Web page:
Inspector notes: "Though far from avant-garde, beloved fixtures like tuna tartare, pâté en croute or roasted rack of lamb will never go out of style. The well-executed dishes showcase quality ingredients and eschew trendy presentations—and their size bears witness to the largesse of the kitchen. Rhubarb mille-feuille, layered with house-made whipped ricotta and rhubarb roasted, stewed, and prepared in thin chips, is a solid finale."

Gotham © Jason Greenspan/Gotham
Gotham © Jason Greenspan/Gotham

Kyma (Flatiron District)
Cuisine: Greek

While jetting off to Greece isn't a possibility for everyone, a stop to Kyma is a close (and delicious) second. The bi-level establishment's interior looks plucked straight from the Ionian seaside, while the panoply of spreads like pikilia trio with feta, hummus and taramasalata finish the job. Don't fill up though, because the rest of the menu consists of fresh-caught fish and short rib youvetsi.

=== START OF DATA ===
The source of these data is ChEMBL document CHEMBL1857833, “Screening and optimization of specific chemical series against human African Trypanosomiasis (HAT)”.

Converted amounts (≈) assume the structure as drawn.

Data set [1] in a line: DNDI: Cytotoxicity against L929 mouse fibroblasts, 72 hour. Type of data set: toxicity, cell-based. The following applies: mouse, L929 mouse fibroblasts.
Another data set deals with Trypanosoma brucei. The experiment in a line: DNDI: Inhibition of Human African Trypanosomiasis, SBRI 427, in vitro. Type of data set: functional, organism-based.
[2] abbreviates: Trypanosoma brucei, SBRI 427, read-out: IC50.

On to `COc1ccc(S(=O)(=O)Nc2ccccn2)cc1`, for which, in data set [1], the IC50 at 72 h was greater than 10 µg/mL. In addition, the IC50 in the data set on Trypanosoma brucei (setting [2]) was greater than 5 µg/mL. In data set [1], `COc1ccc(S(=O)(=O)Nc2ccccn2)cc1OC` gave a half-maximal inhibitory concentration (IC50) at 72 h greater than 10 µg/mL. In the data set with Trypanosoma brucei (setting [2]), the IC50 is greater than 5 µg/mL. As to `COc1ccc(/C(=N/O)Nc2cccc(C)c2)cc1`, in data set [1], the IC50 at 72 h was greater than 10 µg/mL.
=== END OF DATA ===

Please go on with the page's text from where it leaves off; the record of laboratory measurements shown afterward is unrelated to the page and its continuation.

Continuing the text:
Inspector notes: "Calamari stuffed with four cheeses and served over a Nafpaktos tomato sauce is a winner. Not far behind, find that phyllo-wrapped spanakopita delight with spinach and cheese. Ekmek kataifi featuring shredded phyllo and semolina custard is a fine way to end this Greek feast."

Kyma
Kyma

Stay nearby: Equidistant from Gotham and Kyma, the Walker Hotel Greenwich Village brings oodles of bohemian and eclectic flair. Contrasting the classic Georgian architecture are romantic interiors decorated with dramatic layers of velvet and bookshelves filled to the brim with works by local West Village writers. Rooms start at $251. 


Hero image: Bar Tulix © Briana Balducci/Bar Tulix